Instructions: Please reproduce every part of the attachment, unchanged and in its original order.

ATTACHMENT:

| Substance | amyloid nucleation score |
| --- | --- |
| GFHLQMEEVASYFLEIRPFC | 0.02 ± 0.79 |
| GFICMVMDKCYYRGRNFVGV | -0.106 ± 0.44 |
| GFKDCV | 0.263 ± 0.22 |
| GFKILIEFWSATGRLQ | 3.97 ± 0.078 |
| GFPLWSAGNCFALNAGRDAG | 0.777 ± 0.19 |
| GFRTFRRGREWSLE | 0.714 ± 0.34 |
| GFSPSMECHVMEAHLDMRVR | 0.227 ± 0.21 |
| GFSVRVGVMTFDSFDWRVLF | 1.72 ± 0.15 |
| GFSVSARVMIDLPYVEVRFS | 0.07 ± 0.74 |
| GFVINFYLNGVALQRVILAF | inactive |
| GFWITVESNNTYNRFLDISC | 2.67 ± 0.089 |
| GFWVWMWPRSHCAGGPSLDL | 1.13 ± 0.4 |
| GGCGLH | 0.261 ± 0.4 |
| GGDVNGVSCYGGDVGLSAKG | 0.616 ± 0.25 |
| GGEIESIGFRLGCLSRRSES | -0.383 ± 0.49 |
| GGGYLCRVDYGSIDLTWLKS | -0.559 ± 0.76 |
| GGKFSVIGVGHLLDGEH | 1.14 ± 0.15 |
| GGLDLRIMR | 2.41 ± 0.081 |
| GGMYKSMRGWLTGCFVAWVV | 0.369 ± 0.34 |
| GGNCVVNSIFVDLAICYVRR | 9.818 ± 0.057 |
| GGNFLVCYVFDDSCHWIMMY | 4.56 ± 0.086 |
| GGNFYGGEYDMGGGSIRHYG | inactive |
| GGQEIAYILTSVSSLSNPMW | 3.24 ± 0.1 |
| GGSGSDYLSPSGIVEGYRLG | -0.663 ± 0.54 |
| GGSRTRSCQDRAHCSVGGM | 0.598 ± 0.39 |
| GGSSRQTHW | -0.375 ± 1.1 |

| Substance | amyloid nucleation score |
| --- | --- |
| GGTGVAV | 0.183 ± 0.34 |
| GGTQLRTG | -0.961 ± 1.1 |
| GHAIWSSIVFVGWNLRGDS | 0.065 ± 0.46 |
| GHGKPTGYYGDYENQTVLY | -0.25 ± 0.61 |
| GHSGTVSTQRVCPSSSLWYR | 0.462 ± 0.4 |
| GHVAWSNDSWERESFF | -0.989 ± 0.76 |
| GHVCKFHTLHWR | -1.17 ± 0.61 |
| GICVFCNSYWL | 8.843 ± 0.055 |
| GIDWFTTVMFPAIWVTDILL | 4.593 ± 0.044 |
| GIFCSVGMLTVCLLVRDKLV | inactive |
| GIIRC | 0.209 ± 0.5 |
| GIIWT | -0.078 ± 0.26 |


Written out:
| Substance | amyloid nucleation score |
| --- | --- |
| GFHLQMEEVASYFLEIRPFC | 0.02 ± 0.79 |
| GFICMVMDKCYYRGRNFVGV | -0.106 ± 0.44 |
| GFKDCV | 0.263 ± 0.22 |
| GFKILIEFWSATGRLQ | 3.97 ± 0.078 |
| GFPLWSAGNCFALNAGRDAG | 0.777 ± 0.19 |
| GFRTFRRGREWSLE | 0.714 ± 0.34 |
| GFSPSMECHVMEAHLDMRVR | 0.227 ± 0.21 |
| GFSVRVGVMTFDSFDWRVLF | 1.72 ± 0.15 |
| GFSVSARVMIDLPYVEVRFS | 0.07 ± 0.74 |
| GFVINFYLNGVALQRVILAF | inactive |
| GFWITVESNNTYNRFLDISC | 2.67 ± 0.089 |
| GFWVWMWPRSHCAGGPSLDL | 1.13 ± 0.4 |
| GGCGLH | 0.261 ± 0.4 |
| GGDVNGVSCYGGDVGLSAKG | 0.616 ± 0.25 |
| GGEIESIGFRLGCLSRRSES | -0.383 ± 0.49 |
| GGGYLCRVDYGSIDLTWLKS | -0.559 ± 0.76 |
| GGKFSVIGVGHLLDGEH | 1.14 ± 0.15 |
| GGLDLRIMR | 2.41 ± 0.081 |
| GGMYKSMRGWLTGCFVAWVV | 0.369 ± 0.34 |
| GGNCVVNSIFVDLAICYVRR | 9.818 ± 0.057 |
| GGNFLVCYVFDDSCHWIMMY | 4.56 ± 0.086 |
| GGNFYGGEYDMGGGSIRHYG | inactive |
| GGQEIAYILTSVSSLSNPMW | 3.24 ± 0.1 |
| GGSGSDYLSPSGIVEGYRLG | -0.663 ± 0.54 |
| GGSRTRSCQDRAHCSVGGM | 0.598 ± 0.39 |
| GGSSRQTHW | -0.375 ± 1.1 |

| Substance | amyloid nucleation score |
| --- | --- |
| GGTGVAV | 0.183 ± 0.34 |
| GGTQLRTG | -0.961 ± 1.1 |
| GHAIWSSIVFVGWNLRGDS | 0.065 ± 0.46 |
| GHGKPTGYYGDYENQTVLY | -0.25 ± 0.61 |
| GHSGTVSTQRVCPSSSLWYR | 0.462 ± 0.4 |
| GHVAWSNDSWERESFF | -0.989 ± 0.76 |
| GHVCKFHTLHWR | -1.17 ± 0.61 |
| GICVFCNSYWL | 8.843 ± 0.055 |
| GIDWFTTVMFPAIWVTDILL | 4.593 ± 0.044 |
| GIFCSVGMLTVCLLVRDKLV | inactive |
| GIIRC | 0.209 ± 0.5 |
| GIIWT | -0.078 ± 0.26 |